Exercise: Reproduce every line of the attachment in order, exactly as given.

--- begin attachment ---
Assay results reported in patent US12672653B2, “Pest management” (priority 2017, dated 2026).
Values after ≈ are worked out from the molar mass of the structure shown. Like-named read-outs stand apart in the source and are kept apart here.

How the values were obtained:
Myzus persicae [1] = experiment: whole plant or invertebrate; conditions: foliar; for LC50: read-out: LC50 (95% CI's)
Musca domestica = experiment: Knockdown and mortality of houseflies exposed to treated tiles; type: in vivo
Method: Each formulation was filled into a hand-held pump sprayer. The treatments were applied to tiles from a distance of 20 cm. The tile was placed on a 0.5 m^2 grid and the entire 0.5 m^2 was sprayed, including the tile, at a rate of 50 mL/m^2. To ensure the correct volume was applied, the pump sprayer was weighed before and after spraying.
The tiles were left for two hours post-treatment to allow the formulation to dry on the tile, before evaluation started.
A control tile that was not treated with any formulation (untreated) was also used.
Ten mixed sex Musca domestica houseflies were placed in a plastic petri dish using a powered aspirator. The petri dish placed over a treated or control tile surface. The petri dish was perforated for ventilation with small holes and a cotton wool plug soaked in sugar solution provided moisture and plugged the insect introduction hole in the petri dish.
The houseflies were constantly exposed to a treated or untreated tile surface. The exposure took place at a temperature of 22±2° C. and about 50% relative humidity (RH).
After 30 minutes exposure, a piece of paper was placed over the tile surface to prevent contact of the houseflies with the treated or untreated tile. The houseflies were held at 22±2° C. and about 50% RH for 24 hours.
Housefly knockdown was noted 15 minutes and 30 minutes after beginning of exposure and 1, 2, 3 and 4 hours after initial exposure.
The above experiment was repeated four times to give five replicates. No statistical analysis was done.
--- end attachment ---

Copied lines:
Assay results reported in patent US12672653B2, “Pest management” (priority 2017, dated 2026).
Values after ≈ are worked out from the molar mass of the structure shown. Like-named read-outs stand apart in the source and are kept apart here.

How the values were obtained:
Myzus persicae [1] = experiment: whole plant or invertebrate; conditions: foliar; for LC50: read-out: LC50 (95% CI's)
Musca domestica = experiment: Knockdown and mortality of houseflies exposed to treated tiles; type: in vivo
Method: Each formulation was filled into a hand-held pump sprayer. The treatments were applied to tiles from a distance of 20 cm. The tile was placed on a 0.5 m^2 grid and the entire 0.5 m^2 was sprayed, including the tile, at a rate of 50 mL/m^2. To ensure the correct volume was applied, the pump sprayer was weighed before and after spraying.
The tiles were left for two hours post-treatment to allow the formulation to dry on the tile, before evaluation started.
A control tile that was not treated with any formulation (untreated) was also used.
Ten mixed sex Musca domestica houseflies were placed in a plastic petri dish using a powered aspirator. The petri dish placed over a treated or control tile surface. The petri dish was perforated for ventilation with small holes and a cotton wool plug soaked in sugar solution provided moisture and plugged the insect introduction hole in the petri dish.
The houseflies were constantly exposed to a treated or untreated tile surface. The exposure took place at a temperature of 22±2° C. and about 50% relative humidity (RH).
After 30 minutes exposure, a piece of paper was placed over the tile surface to prevent contact of the houseflies with the treated or untreated tile. The houseflies were held at 22±2° C. and about 50% RH for 24 hours.
Housefly knockdown was noted 15 minutes and 30 minutes after beginning of exposure and 1, 2, 3 and 4 hours after initial exposure.
The above experiment was repeated four times to give five replicates. No statistical analysis was done.